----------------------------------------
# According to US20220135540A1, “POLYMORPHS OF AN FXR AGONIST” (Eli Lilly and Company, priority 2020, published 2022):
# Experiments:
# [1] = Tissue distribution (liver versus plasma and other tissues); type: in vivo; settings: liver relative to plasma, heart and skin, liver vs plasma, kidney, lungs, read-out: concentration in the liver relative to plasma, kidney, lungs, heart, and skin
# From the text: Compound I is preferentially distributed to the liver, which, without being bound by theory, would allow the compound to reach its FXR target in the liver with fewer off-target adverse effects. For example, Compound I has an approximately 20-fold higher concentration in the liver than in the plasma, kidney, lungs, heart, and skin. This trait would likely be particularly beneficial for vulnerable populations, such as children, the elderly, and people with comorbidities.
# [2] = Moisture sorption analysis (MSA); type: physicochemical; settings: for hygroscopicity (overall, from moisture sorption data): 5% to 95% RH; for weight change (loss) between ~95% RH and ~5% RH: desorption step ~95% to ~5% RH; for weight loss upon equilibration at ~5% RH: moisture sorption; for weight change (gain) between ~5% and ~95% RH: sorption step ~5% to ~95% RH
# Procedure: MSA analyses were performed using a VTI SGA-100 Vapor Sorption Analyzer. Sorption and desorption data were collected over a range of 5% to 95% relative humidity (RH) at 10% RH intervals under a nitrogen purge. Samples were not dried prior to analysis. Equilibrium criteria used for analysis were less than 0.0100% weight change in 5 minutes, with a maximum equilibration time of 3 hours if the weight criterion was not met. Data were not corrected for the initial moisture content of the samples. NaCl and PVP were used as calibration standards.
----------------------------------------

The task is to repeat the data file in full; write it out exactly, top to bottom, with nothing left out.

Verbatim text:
# According to US20220135540A1, “POLYMORPHS OF AN FXR AGONIST” (Eli Lilly and Company, priority 2020, published 2022):
# Experiments:
# [1] = Tissue distribution (liver versus plasma and other tissues); type: in vivo; settings: liver relative to plasma, heart and skin, liver vs plasma, kidney, lungs, read-out: concentration in the liver relative to plasma, kidney, lungs, heart, and skin
# From the text: Compound I is preferentially distributed to the liver, which, without being bound by theory, would allow the compound to reach its FXR target in the liver with fewer off-target adverse effects. For example, Compound I has an approximately 20-fold higher concentration in the liver than in the plasma, kidney, lungs, heart, and skin. This trait would likely be particularly beneficial for vulnerable populations, such as children, the elderly, and people with comorbidities.
# [2] = Moisture sorption analysis (MSA); type: physicochemical; settings: for hygroscopicity (overall, from moisture sorption data): 5% to 95% RH; for weight change (loss) between ~95% RH and ~5% RH: desorption step ~95% to ~5% RH; for weight loss upon equilibration at ~5% RH: moisture sorption; for weight change (gain) between ~5% and ~95% RH: sorption step ~5% to ~95% RH
# Procedure: MSA analyses were performed using a VTI SGA-100 Vapor Sorption Analyzer. Sorption and desorption data were collected over a range of 5% to 95% relative humidity (RH) at 10% RH intervals under a nitrogen purge. Samples were not dried prior to analysis. Equilibrium criteria used for analysis were less than 0.0100% weight change in 5 minutes, with a maximum equilibration time of 3 hours if the weight criterion was not met. Data were not corrected for the initial moisture content of the samples. NaCl and PVP were used as calibration standards.